If the people want these services they have to pay for them, but the government must balance its budgets. So as a solution lets use localaism. This means completely revising the system of local government towards a system where towns, or townlands have directly elected mayors, and counties are given power to tax their residents. Rates come back, but the amount of taxation is decided by the people through direct democracy. That normally covers local roads and improvements and that is 1billion off the exchequer.
But we can also devolve other things to local government, such as Health(partly) and social welfare. Carswell writes positively about local welfare in his localist papers, The Localist Papers: 5. Local Welfare
by using the favourable example of the Clinton's 1996 Personal Responsibility and Work Opportunity Act in the US which basically devolved Welfare to the states level with favourable results: 1.6millon fewer children in poverty.
The case is clear. Localism not only helps to reduce national spending, but it brings transparency and more responsibility on the part of the citizen, making the service itself more efficient. No more ridiculous soviet-styled decisions coming from Dublin about a new compter system. If the people in Cork want a new fully equiped hospital they can bloody well have it so long as they vote for it and vote to pay for it!

OK I'm waiting to hear your reasons for why we have to stick to an outdated victorian concept of local government when our next door neighbors are even planing to ditch it.
Damm this is the wrong forum. Mods- can you move it?
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PostSubject: Re: Localism - A solution for Ireland's financial problems   Thu Oct 30, 2008 5:38 pm

Moved to Political Ideas & Theory / Radical Poltics.

I'm afraid you got me at dinnertime - I won't be around until later for a look ! I'd say this - Anything rather than the Status Quo though. Almost.
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PostSubject: Re: Localism - A solution for Ireland's financial problems   Thu Oct 30, 2008 5:51 pm

It works well here (Switzerland) but it is about much more than devolving power from the centre. It is about government from the bottom up rather than the top down. The striking thing about it here is that the cantons collect all taxes, passing on to central governmentthat which is theirs. That is a huge weapon to hold in keeping central government under control.
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PostSubject: Re: Localism - A solution for Ireland's financial problems   Thu Oct 30, 2008 6:06 pm

Slim Buddha wrote:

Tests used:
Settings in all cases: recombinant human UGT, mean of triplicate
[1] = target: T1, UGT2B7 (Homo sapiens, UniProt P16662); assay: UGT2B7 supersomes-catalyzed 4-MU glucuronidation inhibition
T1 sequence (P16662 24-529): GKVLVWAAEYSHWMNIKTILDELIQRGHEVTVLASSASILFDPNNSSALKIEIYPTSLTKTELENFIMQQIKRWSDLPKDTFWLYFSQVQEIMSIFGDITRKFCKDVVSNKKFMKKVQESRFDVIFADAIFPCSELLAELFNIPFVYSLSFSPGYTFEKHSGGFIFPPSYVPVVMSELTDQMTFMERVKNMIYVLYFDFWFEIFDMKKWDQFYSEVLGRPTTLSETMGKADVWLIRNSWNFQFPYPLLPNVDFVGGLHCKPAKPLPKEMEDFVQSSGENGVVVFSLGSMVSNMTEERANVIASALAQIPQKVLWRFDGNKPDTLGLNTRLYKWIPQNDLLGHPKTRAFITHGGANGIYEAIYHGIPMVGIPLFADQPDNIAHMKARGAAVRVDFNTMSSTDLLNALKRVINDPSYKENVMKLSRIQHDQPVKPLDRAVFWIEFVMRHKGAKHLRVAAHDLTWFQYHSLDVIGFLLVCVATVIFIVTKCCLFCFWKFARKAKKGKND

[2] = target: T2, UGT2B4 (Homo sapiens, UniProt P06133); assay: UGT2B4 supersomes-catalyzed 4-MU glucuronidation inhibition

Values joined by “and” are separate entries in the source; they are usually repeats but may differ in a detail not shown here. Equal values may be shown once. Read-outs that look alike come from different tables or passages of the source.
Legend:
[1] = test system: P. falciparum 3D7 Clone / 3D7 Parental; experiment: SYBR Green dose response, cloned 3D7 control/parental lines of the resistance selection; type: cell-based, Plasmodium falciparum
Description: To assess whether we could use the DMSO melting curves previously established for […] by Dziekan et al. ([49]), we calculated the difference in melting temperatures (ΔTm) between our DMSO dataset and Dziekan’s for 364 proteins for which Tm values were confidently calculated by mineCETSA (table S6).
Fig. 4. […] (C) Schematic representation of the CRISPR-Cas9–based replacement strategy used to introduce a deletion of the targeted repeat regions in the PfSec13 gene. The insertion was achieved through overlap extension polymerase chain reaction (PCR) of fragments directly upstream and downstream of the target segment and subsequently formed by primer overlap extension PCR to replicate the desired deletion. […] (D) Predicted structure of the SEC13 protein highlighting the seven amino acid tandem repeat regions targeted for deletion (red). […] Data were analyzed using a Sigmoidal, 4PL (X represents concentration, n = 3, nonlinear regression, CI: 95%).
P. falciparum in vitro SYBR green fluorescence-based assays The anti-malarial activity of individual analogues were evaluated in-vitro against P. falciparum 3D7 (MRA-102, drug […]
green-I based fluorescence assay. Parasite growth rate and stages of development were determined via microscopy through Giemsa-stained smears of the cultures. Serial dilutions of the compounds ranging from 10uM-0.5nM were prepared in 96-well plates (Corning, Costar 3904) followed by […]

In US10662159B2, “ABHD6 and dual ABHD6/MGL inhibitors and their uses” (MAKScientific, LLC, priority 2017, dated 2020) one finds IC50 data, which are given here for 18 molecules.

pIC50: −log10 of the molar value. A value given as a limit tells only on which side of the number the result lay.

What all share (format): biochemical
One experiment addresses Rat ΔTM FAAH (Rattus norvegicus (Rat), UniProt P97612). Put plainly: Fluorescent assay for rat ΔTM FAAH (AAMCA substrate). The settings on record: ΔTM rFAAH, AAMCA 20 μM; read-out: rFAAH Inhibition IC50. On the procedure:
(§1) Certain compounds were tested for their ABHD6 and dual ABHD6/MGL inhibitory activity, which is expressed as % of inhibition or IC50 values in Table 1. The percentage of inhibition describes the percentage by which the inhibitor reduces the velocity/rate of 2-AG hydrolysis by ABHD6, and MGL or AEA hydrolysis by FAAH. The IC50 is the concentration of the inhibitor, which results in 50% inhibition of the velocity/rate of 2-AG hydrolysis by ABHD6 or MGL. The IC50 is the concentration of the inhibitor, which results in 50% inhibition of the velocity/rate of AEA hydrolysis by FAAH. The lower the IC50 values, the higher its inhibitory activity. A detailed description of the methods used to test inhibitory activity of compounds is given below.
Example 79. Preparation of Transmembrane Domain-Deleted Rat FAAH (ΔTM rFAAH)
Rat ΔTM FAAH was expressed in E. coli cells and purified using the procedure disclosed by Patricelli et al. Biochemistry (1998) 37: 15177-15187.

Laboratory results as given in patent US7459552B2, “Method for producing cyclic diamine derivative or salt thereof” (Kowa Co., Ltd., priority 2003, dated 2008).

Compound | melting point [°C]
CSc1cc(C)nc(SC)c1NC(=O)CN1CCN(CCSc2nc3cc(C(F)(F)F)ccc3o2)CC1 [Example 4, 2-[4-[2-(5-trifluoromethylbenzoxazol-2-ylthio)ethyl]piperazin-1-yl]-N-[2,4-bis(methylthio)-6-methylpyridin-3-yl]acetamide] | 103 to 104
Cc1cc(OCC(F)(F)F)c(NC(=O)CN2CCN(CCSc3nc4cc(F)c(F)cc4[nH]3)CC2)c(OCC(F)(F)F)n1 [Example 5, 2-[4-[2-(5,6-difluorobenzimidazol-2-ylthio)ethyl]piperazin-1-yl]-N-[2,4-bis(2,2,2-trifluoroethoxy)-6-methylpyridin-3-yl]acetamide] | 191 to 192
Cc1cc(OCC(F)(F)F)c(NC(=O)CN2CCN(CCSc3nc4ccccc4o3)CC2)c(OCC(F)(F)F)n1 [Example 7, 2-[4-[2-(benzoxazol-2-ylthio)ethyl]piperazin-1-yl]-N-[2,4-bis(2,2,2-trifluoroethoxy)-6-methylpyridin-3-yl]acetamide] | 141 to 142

It works well here (Switzerland) but it is about much more than devolving power from the centre. It is about government from the bottom up rather than the top down. The striking thing about it here is that the cantons collect all taxes, passing on to central governmentthat which is theirs. That is a huge weapon to hold in keeping central government under control.

I'm not surprised that a prosperous country like switzerland is also extremely democratic. Isnt germany quite democratic at the states and local level as well?
I know Spain isnt. There is local government though it is voted in via a terrible list system. The mayor of Alicante retired a la Brown/bertie and handed over the reigns to some lady who is known to be quite corrupt and involved with the building industry. Nothing we could do about it of course Without the direct democracy aspect ilocal government becomes like another level of bureacracy and probably drives up costs if anything.

Actually Spain is a really messy situation with regard to tax and not something to follow.

The bottom up approach is definitely as you described in Switzerland is my preference. Its the way that states should actually stick together. It brings a rationality to the republic, beyond ethinic and historical ties. Central government needs to be brought under control. We are going to pay as a people for being irresponsible in that regard.


Last edited by Respvblica on Thu Oct 30, 2008 6:10 pm; edited 1 time in total
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PostSubject: Re: Localism - A solution for Ireland's financial problems   Thu Oct 30, 2008 6:09 pm

The US is also much more democratic and devolved to local level, with Town Meetings, detailed referenda on policies and budgets, and involvement of party members in selection of candidates.
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PostSubject: Re: Localism - A solution for Ireland's financial problems   Thu Oct 30, 2008 6:13 pm

cactus flower wrote:
The US is also much more democratic and devolved to local level, with Town Meetings, detailed referenda on policies and budgets, and involvement of party members in selection of candidates.

Thats true. You'll also see a lot of state and local referendums occuring on November 4th.

Ireland by comparison to many ountries is still stuck with these victorian local institutions which were only ever implemented by a Tory government to kill off Home Rule with kindness.
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PostSubject: Re: Localism - A solution for Ireland's financial problems   Thu Oct 30, 2008 6:22 pm

Tax is the crucial thing I think, and transparency/accountability. If the tax take were posted every month or quarter on the Town Hall and people were able to vote on local budgets then we might see a difference.

The €10 ticket tax introduced on air travel in this budget for example ... Pat Breen of FG was on about it today on the radio - you wouldn't mind if a percentage of that tax stayed in Shannon airport but it doesn't .. wtf?